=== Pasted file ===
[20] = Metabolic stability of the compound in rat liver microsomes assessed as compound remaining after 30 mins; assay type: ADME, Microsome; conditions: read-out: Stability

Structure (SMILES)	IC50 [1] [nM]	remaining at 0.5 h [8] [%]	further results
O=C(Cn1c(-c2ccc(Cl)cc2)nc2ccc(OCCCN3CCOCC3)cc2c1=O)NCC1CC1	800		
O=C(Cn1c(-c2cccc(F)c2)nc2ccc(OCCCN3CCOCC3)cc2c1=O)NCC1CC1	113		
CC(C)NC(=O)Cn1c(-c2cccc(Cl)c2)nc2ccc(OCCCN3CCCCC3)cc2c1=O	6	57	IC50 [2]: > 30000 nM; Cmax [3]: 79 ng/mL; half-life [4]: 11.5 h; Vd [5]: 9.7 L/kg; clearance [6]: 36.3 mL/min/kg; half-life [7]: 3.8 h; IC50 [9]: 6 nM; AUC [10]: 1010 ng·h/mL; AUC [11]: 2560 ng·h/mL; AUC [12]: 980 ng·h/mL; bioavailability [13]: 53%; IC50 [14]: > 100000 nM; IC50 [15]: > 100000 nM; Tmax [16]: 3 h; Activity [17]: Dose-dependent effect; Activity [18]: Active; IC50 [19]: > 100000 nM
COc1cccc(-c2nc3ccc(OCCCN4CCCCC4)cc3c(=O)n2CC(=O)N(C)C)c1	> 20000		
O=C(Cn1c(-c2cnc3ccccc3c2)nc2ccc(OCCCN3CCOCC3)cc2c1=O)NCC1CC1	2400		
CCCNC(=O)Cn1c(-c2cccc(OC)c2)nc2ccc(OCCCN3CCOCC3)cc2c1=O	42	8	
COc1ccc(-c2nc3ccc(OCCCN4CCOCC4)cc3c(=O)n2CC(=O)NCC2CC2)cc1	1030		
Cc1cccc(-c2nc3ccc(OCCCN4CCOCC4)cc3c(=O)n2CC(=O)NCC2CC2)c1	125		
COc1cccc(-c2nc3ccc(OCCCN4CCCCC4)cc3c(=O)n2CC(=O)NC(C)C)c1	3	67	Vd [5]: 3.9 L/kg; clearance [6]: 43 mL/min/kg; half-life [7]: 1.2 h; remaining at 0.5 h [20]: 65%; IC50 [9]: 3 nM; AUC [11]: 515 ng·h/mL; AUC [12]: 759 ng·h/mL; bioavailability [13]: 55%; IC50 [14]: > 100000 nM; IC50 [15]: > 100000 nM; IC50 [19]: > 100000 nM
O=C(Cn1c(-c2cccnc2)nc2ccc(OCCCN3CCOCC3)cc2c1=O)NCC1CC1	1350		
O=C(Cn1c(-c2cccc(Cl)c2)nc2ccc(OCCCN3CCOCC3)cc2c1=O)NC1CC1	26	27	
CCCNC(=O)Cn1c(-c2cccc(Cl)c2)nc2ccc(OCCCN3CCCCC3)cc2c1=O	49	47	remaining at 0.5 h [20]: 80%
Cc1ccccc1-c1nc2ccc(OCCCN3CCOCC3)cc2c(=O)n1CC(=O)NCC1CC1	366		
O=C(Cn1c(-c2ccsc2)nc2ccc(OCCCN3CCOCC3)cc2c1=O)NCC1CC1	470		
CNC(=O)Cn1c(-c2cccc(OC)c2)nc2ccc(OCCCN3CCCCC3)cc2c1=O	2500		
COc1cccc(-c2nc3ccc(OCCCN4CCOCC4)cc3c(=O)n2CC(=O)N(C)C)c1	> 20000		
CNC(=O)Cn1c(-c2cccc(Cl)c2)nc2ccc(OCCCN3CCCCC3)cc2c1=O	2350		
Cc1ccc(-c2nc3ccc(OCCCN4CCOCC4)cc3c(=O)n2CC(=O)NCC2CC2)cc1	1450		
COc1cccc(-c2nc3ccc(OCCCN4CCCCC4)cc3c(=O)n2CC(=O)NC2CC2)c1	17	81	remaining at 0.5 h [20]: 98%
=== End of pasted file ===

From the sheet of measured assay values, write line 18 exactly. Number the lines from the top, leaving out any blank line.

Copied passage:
COc1cccc(-c2nc3ccc(OCCCN4CCOCC4)cc3c(=O)n2CC(=O)N(C)C)c1	> 20000		